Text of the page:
On March 16, 2018, the U.S. Court of Appeals for the District of Columbia Circuit issued its decision on the Federal Communications Commission (FCC) omnibus order of 2015, relating to challenges to the FCC’s determination on healthcare calls and three other rulings relating to cell phones. The appellate court upheld an exception for certain “emergency” healthcare-related calls, as well as the FCC’s determination that consumers can revoke consent to receive marketing calls by “any reasonable means” that clearly expresses the desire to receive no further messages from the caller. On the other hand, the court set aside the FCC’s decision regarding the definition of an “automatic telephone dialing system” (ATDS), and how callers can deal with reassigned numbers where the previous owner had consented to receive marketing calls.
On July 10, 2015, the FCC released a 105 page omnibus declaratory ruling and order (Order) under the Telephone Consumer Protection Act (TCPA), sometimes known as “Do Not Call.” In general, the TCPA makes it unlawful to make any call (except for a call made for emergency purposes or made with “the prior express consent of the called party”) using any ATDS to any telephone number assigned to a cellular telephone service. TCPA permits private plaintiffs to sue for $500 per call, up to $1500 per call for willful or knowing violations.
The FCC Order granted an exemption even from the prior express consent requirement for certain non-telemarketing, healthcare calls as long as the recipient (called party) is not charged. The FCC set forth seven conditions for these free, health care calls:
- voice calls and text messages must be sent, if at all, only to the wireless telephone number provided by the patient;
- voice calls and text messages must state the name and contact information of the healthcare provider (for voice calls, these disclosures would need to be made at the beginning of the call);
- voice calls and text messages are strictly limited to the purposes permitted in the Order [“health care” messages can include “appointment and exam confirmations and reminders, wellness checkups, hospital pre-registration instructions, pre-operative notifications, and home healthcare instructions.”]; must not include any telemarketing, solicitation, or advertising; may not include accounting, billing, debt-collection, or other financial content; and must comply with HIPAA privacy rules;
- voice calls and text messages must be concise, generally one minute or less in length for voice calls and 160 characters or less in length for text messages;
- a healthcare provider may initiate only one message (whether by voice call or text message) per day, up to a maximum of three voice calls or text messages combined per week from a specific healthcare provider;
- a healthcare provider must offer recipients within each message an easy means to opt out of future such messages, voice calls that could be answered by a live person must include an automated, interactive voice- and/or key press-activated opt-out mechanism that enables the call recipient to make an opt-out request prior to terminating the call, voice calls that would be answered by an answering machine or voice mail service must include a toll-free number that the consumer can call to opt out of future healthcare calls, text messages must inform recipients of the ability to opt out by replying “STOP,” which will be the exclusive means by which consumers may opt out of such messages; and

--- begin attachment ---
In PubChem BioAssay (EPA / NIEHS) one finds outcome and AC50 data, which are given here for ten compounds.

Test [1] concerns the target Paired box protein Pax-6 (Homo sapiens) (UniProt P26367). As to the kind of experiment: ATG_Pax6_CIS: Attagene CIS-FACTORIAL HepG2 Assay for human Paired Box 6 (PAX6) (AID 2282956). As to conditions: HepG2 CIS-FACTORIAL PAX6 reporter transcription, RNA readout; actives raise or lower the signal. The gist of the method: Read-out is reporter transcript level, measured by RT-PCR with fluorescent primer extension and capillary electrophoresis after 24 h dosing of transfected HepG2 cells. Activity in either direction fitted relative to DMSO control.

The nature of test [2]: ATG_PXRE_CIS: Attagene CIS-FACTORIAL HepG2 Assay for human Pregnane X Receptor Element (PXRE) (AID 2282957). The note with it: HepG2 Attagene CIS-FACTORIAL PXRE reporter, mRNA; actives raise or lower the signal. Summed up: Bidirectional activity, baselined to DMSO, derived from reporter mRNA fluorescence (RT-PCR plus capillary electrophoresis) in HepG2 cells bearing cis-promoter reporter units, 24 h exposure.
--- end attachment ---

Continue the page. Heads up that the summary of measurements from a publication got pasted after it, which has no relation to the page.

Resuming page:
- a healthcare provider must honor the opt-out requests immediately.
The federal appellate court upheld this exemption, holding that the FCC “did not restrict communications that HIPAA required be permitted to flow freely. It simply declined to make certain exchanges even less burdensome that they would have been by default.” The court found that the FCC was empowered to draw a distinction between healthcare calls for emergency purposes and calls that were not (“telemarketing solicitation, or advertising content, or which include accounting, billing, debt-collection, or other financial content”). The court found that the FCC “adequately explained its reasons” for the distinction and therefore its actions were not arbitrary or capricious.
Additionally, as previously mentioned, the circuit court upheld the FCC’s ruling that consumers can revoke consent to receive marketing calls by “any reasonable means” that clearly expresses the consumer no longer wants to receive such calls, but the court set aside the FCC’s determination regarding the definition of an “automatic telephone dialing system” (ATDS), and the one-call safe harbor for calling reassigned numbers where the previous owner had consented to receive marketing calls. For a more detailed discussion on the court’s decisions regarding the other three FCC determinations, please visit the Data Protection Report.
Special thanks to Robert Kantrowitz* for his assistance in drafting this post.
*Law Clerk–Pending admission to the New York Bar.